First, I'll talk about my advising style. I'm blessed to be a strong, multidisciplinary department that also houses researchers who care about the study of work and organizations. I am not possessive of PhD students or advisees. Rather, I am happy to lend my perspective to any student. As a principal advisor, I would see my role primarily as a willing guide as you embark on your own academic journey. I'll talk to you about half-baked research ideas, ask what I see as the most important questions, and try to point you in the right direction. 

Students often get hung up on the question of what they should research. Almost on principle, I will not tell you what to research: your ability to come up with a question of your choosing is the greatest perk of being where you are. How to use that autonomy is the hardest thing to "teach," all I can do is be part of that fertile ground. 

To be clear, this is what my advising style is not. Some faculty members admit a student, involve them as fifth author on a paper day-one, get students on a paper-a-year moving up the author order as they graduate, and then produce an advisee who ends up doing similar work as the vessel of their advisor's intellectual tradition. That's not me. You can collaborate with me on one of my projects, work with other co-authors, or work on your own project and use me as a sounding board. As an advisor, I think I would be the best match for someone who values independence and my support. 

Second, let's talk research topics. My research is primarily problem-focused. My goal is not to write purely theoretical papers or papers where the audience or implications are unclear. My research tends to involve companies, rather than public-use data. My students join me on site visits to speak to managers, workers, HR, and data engineers trying to understand their organization and come up with ways to answer their questions. I've done research with public-use data in the past, but my research now is almost exclusively with companies using administrative data. My research tends to require some acumen speaking to industry audiences and also advanced knowledge of econometric methods. Previous students have brought their own skills to projects (e.g. ethnographic, interview, survey, or machine learning methods). Much of my work targets the core economics journals, and I would be happy to collaborate to that end. However, I suspect that many students working with me would find it ideal to work with me and other faculty to target multidisciplinary work and organizations journals. The set of people doing work purely in personnel economics for economics journals is small, but the set of people using personnel economics theories and methods in their work is quite large, so I may be able to complement work on other topics.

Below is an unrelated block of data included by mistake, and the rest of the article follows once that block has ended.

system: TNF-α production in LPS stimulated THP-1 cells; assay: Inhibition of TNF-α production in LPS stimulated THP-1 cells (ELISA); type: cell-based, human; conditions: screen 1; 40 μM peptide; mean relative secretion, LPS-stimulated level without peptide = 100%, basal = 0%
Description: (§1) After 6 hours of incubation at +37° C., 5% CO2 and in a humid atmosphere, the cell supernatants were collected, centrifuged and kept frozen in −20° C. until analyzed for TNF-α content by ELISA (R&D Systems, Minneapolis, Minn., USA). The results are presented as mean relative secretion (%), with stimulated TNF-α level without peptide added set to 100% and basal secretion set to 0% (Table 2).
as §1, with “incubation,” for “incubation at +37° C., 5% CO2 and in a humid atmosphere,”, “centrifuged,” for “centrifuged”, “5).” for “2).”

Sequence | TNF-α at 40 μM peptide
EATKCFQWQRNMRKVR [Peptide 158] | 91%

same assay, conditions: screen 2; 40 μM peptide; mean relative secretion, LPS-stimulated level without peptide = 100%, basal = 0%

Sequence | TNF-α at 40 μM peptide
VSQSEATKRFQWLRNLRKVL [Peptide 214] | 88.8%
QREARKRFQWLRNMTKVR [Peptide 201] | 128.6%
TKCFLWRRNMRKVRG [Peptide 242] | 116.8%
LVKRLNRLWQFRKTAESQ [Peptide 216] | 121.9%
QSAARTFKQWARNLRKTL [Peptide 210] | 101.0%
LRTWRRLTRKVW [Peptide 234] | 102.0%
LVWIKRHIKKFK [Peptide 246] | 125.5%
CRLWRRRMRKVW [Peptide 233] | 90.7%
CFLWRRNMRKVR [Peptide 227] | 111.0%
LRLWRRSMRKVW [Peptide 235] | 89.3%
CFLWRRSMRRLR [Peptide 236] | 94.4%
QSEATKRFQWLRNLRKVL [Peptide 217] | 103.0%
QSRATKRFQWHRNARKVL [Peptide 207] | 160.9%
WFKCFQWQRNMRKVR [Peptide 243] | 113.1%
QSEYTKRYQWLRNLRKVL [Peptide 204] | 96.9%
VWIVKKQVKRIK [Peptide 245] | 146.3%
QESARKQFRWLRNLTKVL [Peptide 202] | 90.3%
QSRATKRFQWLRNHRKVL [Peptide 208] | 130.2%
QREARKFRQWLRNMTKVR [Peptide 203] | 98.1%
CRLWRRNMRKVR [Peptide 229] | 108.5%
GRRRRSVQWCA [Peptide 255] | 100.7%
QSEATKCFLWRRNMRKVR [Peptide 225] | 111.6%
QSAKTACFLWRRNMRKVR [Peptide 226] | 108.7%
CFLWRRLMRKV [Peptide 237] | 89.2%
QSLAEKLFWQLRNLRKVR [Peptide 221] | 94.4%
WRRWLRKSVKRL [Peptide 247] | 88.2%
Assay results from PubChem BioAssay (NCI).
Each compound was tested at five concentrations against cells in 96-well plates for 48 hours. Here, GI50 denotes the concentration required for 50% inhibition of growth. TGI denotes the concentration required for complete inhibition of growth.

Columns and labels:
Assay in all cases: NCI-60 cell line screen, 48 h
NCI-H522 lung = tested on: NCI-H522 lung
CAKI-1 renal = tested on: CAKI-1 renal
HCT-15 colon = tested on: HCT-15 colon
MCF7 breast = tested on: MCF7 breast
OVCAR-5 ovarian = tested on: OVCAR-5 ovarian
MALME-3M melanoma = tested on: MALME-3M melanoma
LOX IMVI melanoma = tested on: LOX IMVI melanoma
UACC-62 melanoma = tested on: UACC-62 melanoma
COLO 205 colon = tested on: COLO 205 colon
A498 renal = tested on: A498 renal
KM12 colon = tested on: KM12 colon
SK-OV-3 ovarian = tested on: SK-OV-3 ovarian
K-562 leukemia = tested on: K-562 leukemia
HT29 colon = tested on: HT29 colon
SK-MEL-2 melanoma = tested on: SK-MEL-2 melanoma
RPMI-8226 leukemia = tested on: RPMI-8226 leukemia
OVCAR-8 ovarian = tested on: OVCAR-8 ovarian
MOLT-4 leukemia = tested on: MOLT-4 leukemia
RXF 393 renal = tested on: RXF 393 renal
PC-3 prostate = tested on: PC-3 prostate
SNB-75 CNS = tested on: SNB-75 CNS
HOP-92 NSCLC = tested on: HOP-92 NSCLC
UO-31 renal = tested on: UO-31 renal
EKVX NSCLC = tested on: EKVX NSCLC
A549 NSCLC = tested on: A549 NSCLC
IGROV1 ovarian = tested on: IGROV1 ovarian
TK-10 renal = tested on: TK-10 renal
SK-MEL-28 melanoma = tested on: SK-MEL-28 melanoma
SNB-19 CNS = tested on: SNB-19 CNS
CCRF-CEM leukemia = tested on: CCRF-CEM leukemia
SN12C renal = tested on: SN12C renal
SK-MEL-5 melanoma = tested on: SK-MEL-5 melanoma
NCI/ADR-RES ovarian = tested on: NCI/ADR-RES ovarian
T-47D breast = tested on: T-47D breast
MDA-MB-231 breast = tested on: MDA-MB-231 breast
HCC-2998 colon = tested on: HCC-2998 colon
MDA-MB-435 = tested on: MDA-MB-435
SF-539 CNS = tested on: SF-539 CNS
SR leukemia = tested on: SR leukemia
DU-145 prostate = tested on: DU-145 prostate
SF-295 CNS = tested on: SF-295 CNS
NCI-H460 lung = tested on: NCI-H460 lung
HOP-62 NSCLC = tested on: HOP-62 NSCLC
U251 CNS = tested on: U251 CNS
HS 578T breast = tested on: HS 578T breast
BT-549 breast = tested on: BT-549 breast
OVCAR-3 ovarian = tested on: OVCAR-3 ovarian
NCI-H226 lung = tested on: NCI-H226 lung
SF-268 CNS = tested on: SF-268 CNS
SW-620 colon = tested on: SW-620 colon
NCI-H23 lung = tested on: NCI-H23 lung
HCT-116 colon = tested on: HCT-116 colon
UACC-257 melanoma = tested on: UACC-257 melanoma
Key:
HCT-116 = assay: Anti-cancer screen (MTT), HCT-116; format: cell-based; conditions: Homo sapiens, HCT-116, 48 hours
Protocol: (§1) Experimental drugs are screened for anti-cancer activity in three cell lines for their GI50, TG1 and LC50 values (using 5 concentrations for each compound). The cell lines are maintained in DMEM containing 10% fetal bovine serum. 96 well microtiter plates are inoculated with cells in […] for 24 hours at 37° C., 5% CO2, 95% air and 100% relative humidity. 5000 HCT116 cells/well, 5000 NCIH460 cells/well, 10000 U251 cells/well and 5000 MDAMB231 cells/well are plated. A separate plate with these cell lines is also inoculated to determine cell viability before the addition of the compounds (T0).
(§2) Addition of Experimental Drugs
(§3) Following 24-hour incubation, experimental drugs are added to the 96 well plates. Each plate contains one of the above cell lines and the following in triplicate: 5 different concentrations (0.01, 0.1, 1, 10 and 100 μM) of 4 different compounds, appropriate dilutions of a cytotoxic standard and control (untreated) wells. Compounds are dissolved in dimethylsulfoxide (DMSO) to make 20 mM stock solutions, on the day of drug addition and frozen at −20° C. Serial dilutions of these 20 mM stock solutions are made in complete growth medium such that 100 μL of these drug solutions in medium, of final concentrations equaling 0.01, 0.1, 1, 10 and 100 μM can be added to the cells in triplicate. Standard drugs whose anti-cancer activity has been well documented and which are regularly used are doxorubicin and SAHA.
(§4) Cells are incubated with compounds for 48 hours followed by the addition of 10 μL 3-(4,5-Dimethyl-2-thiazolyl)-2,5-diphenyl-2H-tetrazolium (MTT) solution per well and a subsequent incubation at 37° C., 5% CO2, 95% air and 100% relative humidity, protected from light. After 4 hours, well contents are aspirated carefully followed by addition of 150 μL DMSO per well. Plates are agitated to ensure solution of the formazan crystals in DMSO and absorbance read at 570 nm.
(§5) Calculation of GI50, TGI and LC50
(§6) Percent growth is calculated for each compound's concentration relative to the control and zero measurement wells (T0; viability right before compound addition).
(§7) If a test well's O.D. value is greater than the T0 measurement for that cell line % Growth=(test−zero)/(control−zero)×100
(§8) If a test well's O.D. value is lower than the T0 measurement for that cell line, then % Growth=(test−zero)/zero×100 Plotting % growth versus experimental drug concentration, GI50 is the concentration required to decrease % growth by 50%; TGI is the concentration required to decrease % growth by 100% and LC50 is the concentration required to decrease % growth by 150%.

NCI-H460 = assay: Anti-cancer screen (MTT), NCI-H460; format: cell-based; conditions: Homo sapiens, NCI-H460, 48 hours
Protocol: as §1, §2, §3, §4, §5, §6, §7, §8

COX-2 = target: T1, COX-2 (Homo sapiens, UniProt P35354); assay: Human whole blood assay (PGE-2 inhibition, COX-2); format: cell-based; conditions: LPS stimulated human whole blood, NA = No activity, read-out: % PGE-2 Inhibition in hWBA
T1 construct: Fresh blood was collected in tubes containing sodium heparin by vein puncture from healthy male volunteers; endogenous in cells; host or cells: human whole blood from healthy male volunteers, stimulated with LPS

RA inquiries

I've generally found that my research has a "middle skills" gap: I'm generally either looking for someone who can help with things like literature reviews, proofreading, or routine work, or someone who can work largely autonomously as a full-on collaborator on a major project. For the former, it generally helps if you have a familiarity with academic research on a topic, copy editing skills, basic knowledge of Stata, R, or Python, or a familiarity with the word processor Latex. For the latter (generally advanced PhD students), it helps if you have doctoral-level statistical or formal modeling skills and/or a very strong sense of the literature and how my current projects and data sources may contribute to that literature.